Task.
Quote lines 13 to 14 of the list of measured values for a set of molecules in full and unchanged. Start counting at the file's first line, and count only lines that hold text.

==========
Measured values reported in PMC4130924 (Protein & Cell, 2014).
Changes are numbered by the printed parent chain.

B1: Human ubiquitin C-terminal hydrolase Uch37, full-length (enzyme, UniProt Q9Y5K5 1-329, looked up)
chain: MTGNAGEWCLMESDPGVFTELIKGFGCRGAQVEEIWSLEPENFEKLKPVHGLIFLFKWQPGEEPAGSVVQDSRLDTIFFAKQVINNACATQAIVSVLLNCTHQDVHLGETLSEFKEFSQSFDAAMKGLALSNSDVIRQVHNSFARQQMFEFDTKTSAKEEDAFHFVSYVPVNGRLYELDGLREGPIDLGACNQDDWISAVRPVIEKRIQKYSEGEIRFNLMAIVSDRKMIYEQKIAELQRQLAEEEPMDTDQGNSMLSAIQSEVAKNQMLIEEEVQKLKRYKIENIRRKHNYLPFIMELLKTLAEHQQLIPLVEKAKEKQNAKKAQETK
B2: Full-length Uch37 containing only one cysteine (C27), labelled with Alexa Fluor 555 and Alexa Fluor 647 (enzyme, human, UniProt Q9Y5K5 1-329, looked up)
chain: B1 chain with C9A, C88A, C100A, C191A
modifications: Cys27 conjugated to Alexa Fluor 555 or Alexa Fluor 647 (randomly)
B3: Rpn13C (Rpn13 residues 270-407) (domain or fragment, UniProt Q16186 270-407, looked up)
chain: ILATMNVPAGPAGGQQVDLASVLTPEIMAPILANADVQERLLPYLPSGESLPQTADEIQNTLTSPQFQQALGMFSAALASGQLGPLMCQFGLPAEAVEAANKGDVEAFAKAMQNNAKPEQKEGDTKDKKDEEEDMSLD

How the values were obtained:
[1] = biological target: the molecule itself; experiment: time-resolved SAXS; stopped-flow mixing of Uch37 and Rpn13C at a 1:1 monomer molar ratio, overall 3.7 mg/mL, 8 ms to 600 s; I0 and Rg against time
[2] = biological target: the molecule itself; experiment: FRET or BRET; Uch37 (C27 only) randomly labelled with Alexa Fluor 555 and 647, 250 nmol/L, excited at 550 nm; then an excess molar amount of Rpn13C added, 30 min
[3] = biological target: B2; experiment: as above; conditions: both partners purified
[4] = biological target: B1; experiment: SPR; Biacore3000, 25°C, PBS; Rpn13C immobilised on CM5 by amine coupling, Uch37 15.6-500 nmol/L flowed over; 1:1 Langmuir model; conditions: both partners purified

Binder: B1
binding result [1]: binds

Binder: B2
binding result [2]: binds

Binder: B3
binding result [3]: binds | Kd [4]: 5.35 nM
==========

[3] = biological target: B2; experiment: as above; conditions: both partners purified
[4] = biological target: B1; experiment: SPR; Biacore3000, 25°C, PBS; Rpn13C immobilised on CM5 by amine coupling, Uch37 15.6-500 nmol/L flowed over; 1:1 Langmuir model; conditions: both partners purified